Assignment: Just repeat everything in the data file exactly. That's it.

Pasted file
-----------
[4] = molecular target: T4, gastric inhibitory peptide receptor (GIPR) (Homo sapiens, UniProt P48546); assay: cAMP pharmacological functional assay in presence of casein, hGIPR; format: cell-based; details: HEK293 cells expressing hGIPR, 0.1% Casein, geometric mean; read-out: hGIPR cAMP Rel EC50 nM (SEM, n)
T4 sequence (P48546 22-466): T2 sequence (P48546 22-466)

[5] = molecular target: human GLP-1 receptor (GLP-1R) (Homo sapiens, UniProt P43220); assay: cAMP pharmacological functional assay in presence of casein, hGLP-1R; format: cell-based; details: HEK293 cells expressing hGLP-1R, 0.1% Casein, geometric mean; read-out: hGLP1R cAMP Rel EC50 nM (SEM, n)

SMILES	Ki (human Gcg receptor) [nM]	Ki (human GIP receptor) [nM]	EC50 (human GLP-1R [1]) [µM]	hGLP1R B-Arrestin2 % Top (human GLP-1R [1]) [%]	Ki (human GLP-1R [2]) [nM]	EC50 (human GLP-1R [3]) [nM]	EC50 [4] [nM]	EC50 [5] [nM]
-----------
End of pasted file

[4] = molecular target: T4, gastric inhibitory peptide receptor (GIPR) (Homo sapiens, UniProt P48546); assay: cAMP pharmacological functional assay in presence of casein, hGIPR; format: cell-based; details: HEK293 cells expressing hGIPR, 0.1% Casein, geometric mean; read-out: hGIPR cAMP Rel EC50 nM (SEM, n)
T4 sequence (P48546 22-466): T2 sequence (P48546 22-466)

[5] = molecular target: human GLP-1 receptor (GLP-1R) (Homo sapiens, UniProt P43220); assay: cAMP pharmacological functional assay in presence of casein, hGLP-1R; format: cell-based; details: HEK293 cells expressing hGLP-1R, 0.1% Casein, geometric mean; read-out: hGLP1R cAMP Rel EC50 nM (SEM, n)

SMILES	Ki (human Gcg receptor) [nM]	Ki (human GIP receptor) [nM]	EC50 (human GLP-1R [1]) [µM]	hGLP1R B-Arrestin2 % Top (human GLP-1R [1]) [%]	Ki (human GLP-1R [2]) [nM]	EC50 (human GLP-1R [3]) [nM]	EC50 [4] [nM]	EC50 [5] [nM]